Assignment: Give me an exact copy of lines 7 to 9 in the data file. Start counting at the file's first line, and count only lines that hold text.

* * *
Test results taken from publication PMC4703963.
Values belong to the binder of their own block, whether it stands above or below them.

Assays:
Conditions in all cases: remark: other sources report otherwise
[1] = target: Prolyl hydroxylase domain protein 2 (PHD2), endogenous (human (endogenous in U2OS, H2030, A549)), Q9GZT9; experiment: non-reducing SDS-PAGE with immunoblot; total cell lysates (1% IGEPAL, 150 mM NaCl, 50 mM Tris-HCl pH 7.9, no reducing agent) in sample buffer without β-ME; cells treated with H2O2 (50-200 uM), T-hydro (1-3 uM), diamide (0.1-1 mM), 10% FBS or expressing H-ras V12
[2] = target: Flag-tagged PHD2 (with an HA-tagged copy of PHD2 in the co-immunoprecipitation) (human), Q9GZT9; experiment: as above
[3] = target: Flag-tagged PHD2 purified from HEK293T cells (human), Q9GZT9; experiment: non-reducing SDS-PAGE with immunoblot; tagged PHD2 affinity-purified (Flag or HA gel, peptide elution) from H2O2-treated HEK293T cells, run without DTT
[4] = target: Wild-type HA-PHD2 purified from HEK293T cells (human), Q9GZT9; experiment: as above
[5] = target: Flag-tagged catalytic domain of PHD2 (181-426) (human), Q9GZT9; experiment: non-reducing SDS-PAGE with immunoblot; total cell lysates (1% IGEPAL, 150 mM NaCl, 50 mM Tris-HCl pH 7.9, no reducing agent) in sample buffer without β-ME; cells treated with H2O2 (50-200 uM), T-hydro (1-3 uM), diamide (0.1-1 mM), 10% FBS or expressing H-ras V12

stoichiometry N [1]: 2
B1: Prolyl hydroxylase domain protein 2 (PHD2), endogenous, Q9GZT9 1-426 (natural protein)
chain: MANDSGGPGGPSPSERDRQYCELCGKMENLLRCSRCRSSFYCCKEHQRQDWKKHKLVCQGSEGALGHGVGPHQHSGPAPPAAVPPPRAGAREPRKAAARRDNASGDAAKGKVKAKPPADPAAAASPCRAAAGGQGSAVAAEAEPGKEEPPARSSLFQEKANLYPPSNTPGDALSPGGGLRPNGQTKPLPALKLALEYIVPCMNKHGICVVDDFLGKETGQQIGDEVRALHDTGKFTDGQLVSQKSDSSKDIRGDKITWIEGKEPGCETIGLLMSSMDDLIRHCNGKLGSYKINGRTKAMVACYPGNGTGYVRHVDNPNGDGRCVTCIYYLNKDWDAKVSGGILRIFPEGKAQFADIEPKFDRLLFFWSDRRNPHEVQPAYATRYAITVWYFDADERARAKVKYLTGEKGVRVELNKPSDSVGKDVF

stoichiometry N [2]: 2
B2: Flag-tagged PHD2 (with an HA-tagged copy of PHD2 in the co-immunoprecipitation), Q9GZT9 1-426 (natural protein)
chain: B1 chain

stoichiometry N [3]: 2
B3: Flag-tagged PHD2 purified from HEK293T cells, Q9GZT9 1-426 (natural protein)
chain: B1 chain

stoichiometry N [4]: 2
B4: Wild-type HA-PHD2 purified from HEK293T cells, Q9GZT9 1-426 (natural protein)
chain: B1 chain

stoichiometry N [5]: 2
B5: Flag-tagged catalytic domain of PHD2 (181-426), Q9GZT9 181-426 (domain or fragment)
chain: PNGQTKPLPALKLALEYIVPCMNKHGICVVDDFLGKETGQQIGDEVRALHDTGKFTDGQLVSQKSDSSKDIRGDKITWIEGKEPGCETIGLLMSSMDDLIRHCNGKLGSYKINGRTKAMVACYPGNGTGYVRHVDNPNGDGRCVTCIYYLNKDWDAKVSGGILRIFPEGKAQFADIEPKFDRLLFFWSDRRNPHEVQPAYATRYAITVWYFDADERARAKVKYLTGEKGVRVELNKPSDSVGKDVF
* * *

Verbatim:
[3] = target: Flag-tagged PHD2 purified from HEK293T cells (human), Q9GZT9; experiment: non-reducing SDS-PAGE with immunoblot; tagged PHD2 affinity-purified (Flag or HA gel, peptide elution) from H2O2-treated HEK293T cells, run without DTT
[4] = target: Wild-type HA-PHD2 purified from HEK293T cells (human), Q9GZT9; experiment: as above
[5] = target: Flag-tagged catalytic domain of PHD2 (181-426) (human), Q9GZT9; experiment: non-reducing SDS-PAGE with immunoblot; total cell lysates (1% IGEPAL, 150 mM NaCl, 50 mM Tris-HCl pH 7.9, no reducing agent) in sample buffer without β-ME; cells treated with H2O2 (50-200 uM), T-hydro (1-3 uM), diamide (0.1-1 mM), 10% FBS or expressing H-ras V12